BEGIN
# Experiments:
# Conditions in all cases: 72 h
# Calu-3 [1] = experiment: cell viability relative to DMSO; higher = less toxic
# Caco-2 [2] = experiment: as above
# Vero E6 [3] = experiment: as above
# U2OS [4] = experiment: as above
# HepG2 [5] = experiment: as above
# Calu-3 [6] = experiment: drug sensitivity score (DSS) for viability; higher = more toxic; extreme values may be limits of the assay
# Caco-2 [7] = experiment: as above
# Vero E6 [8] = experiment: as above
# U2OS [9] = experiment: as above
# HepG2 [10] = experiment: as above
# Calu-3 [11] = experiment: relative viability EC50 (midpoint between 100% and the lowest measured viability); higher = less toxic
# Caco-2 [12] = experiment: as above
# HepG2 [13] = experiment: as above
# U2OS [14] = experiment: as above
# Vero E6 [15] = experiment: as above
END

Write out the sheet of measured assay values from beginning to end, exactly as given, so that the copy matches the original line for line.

# Experiments:
# Conditions in all cases: 72 h
# Calu-3 [1] = experiment: cell viability relative to DMSO; higher = less toxic
# Caco-2 [2] = experiment: as above
# Vero E6 [3] = experiment: as above
# U2OS [4] = experiment: as above
# HepG2 [5] = experiment: as above
# Calu-3 [6] = experiment: drug sensitivity score (DSS) for viability; higher = more toxic; extreme values may be limits of the assay
# Caco-2 [7] = experiment: as above
# Vero E6 [8] = experiment: as above
# U2OS [9] = experiment: as above
# HepG2 [10] = experiment: as above
# Calu-3 [11] = experiment: relative viability EC50 (midpoint between 100% and the lowest measured viability); higher = less toxic
# Caco-2 [12] = experiment: as above
# HepG2 [13] = experiment: as above
# U2OS [14] = experiment: as above
# Vero E6 [15] = experiment: as above